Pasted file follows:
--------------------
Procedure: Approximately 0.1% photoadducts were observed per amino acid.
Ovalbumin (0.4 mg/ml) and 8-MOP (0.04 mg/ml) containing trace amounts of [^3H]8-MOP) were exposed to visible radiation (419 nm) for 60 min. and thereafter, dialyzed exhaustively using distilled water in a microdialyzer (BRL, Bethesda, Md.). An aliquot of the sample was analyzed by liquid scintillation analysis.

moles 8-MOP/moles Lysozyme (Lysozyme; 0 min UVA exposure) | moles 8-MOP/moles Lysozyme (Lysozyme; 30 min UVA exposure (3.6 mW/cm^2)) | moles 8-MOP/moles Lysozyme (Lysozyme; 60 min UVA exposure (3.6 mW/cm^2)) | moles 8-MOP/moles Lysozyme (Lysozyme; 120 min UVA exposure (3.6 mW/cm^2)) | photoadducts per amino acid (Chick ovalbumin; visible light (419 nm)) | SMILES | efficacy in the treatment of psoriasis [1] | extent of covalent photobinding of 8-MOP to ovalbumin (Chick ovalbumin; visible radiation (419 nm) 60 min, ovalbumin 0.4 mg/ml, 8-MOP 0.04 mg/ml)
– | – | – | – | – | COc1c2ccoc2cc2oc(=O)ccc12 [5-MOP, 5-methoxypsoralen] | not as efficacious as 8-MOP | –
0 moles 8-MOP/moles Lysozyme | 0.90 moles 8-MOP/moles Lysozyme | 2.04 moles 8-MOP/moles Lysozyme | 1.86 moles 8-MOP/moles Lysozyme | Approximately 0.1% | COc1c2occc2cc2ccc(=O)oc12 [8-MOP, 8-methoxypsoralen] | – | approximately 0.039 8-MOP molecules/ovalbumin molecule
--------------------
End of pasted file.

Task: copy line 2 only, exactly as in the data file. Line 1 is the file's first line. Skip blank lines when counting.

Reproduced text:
Ovalbumin (0.4 mg/ml) and 8-MOP (0.04 mg/ml) containing trace amounts of [^3H]8-MOP) were exposed to visible radiation (419 nm) for 60 min. and thereafter, dialyzed exhaustively using distilled water in a microdialyzer (BRL, Bethesda, Md.). An aliquot of the sample was analyzed by liquid scintillation analysis.